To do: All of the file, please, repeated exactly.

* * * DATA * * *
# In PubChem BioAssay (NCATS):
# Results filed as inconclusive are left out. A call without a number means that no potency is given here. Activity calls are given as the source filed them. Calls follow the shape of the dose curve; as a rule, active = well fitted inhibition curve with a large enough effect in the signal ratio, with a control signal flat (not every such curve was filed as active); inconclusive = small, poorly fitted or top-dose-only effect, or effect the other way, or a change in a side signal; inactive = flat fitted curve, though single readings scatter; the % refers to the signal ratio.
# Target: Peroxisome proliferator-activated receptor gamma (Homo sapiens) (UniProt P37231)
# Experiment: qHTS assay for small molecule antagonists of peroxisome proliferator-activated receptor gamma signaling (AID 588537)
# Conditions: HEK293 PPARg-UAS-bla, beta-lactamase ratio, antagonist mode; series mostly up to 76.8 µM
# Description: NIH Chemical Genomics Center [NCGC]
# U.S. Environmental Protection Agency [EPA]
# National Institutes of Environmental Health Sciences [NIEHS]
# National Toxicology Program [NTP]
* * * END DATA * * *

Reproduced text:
# In PubChem BioAssay (NCATS):
# Results filed as inconclusive are left out. A call without a number means that no potency is given here. Activity calls are given as the source filed them. Calls follow the shape of the dose curve; as a rule, active = well fitted inhibition curve with a large enough effect in the signal ratio, with a control signal flat (not every such curve was filed as active); inconclusive = small, poorly fitted or top-dose-only effect, or effect the other way, or a change in a side signal; inactive = flat fitted curve, though single readings scatter; the % refers to the signal ratio.
# Target: Peroxisome proliferator-activated receptor gamma (Homo sapiens) (UniProt P37231)
# Experiment: qHTS assay for small molecule antagonists of peroxisome proliferator-activated receptor gamma signaling (AID 588537)
# Conditions: HEK293 PPARg-UAS-bla, beta-lactamase ratio, antagonist mode; series mostly up to 76.8 µM
# Description: NIH Chemical Genomics Center [NCGC]
# U.S. Environmental Protection Agency [EPA]
# National Institutes of Environmental Health Sciences [NIEHS]
# National Toxicology Program [NTP]